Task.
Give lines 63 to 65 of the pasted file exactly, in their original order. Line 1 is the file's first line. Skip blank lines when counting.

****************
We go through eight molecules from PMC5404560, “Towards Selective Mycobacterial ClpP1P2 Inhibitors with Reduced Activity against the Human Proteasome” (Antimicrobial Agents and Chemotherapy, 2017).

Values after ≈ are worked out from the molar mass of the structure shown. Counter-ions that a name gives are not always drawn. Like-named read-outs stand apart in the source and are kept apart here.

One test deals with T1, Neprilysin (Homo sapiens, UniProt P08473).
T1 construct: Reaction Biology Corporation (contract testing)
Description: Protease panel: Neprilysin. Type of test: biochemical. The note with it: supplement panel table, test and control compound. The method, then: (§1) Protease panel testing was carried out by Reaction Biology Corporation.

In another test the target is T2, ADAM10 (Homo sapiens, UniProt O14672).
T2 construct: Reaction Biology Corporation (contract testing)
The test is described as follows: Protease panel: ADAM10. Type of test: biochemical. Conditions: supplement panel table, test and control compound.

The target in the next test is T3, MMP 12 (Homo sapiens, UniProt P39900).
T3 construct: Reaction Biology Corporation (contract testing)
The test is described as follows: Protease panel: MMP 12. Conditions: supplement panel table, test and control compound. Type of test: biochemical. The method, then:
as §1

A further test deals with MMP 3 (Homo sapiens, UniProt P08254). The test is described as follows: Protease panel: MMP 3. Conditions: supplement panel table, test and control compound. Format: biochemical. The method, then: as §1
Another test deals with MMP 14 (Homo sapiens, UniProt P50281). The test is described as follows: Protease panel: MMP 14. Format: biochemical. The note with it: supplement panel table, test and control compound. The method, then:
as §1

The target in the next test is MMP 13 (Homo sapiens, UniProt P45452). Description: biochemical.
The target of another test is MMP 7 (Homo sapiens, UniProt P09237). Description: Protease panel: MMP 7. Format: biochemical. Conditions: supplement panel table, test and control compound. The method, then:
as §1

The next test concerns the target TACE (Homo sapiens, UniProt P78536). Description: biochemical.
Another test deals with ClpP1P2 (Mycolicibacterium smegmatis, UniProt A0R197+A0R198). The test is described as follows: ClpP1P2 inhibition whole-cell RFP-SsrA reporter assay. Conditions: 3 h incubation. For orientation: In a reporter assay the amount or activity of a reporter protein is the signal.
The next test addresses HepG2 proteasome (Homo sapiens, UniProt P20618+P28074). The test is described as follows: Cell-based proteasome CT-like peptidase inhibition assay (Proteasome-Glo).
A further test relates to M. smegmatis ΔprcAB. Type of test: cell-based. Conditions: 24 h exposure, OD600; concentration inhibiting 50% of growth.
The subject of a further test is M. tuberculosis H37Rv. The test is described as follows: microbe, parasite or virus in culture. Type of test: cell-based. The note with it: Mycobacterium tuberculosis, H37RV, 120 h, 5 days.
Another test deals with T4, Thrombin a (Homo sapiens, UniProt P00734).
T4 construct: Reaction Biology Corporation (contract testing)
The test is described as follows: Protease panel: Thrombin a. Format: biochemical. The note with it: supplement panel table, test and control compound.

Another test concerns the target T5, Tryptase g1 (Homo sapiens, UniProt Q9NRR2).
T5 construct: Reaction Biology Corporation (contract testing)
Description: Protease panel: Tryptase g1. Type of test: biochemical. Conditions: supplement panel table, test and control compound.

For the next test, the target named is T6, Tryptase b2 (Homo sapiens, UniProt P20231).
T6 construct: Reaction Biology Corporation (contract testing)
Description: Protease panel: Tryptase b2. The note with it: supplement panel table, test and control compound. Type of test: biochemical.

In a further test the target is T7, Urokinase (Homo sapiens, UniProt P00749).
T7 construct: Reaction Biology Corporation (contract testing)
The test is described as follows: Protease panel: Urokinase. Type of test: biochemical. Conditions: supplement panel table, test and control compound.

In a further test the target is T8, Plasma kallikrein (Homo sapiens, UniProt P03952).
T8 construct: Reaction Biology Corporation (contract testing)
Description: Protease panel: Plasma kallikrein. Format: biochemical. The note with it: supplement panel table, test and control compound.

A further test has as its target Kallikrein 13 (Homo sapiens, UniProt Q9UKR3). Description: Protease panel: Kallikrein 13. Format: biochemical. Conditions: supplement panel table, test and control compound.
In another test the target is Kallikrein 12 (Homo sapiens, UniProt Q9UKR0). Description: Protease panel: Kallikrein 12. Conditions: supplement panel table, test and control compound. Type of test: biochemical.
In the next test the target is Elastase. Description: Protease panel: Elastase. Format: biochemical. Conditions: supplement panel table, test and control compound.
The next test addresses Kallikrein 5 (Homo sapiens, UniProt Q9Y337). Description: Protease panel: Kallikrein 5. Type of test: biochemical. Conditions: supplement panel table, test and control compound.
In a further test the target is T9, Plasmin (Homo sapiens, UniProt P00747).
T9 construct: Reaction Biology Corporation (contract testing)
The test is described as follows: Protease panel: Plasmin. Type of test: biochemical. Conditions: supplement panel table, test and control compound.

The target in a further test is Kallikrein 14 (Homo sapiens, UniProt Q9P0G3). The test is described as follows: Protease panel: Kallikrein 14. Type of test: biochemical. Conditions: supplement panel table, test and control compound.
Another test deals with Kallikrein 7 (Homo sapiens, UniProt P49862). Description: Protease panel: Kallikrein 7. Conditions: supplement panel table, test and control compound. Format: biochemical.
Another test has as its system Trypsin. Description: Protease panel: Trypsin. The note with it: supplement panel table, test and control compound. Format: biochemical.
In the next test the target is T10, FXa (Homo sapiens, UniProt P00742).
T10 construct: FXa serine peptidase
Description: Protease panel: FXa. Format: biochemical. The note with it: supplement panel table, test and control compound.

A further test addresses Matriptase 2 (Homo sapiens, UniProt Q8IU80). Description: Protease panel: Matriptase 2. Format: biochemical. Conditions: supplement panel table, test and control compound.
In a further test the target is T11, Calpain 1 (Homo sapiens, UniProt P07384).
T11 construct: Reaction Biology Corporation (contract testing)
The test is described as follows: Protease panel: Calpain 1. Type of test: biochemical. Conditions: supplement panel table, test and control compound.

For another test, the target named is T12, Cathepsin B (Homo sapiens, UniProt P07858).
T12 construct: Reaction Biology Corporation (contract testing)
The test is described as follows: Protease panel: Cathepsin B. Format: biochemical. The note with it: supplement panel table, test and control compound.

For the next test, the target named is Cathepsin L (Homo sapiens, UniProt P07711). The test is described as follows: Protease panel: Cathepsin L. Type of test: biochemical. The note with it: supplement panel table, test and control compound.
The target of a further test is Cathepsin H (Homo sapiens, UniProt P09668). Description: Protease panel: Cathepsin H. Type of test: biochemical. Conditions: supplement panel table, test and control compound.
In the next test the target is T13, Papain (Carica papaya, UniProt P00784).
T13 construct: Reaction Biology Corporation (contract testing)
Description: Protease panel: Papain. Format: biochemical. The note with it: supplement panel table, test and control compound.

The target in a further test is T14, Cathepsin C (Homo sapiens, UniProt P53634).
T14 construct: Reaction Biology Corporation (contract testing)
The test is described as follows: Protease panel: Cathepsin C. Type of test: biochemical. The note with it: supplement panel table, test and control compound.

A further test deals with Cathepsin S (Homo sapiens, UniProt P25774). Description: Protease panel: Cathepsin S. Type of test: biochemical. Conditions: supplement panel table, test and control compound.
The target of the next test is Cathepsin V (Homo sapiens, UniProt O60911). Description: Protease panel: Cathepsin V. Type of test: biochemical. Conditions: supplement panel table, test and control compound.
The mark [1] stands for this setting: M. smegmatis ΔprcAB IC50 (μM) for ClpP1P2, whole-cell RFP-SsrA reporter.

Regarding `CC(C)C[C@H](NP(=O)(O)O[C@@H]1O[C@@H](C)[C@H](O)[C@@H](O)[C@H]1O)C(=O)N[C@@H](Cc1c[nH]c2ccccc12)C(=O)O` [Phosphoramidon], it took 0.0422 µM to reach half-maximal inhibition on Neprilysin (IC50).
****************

Description: Protease panel: Papain. Format: biochemical. The note with it: supplement panel table, test and control compound.

The target in a further test is T14, Cathepsin C (Homo sapiens, UniProt P53634).
T14 construct: Reaction Biology Corporation (contract testing)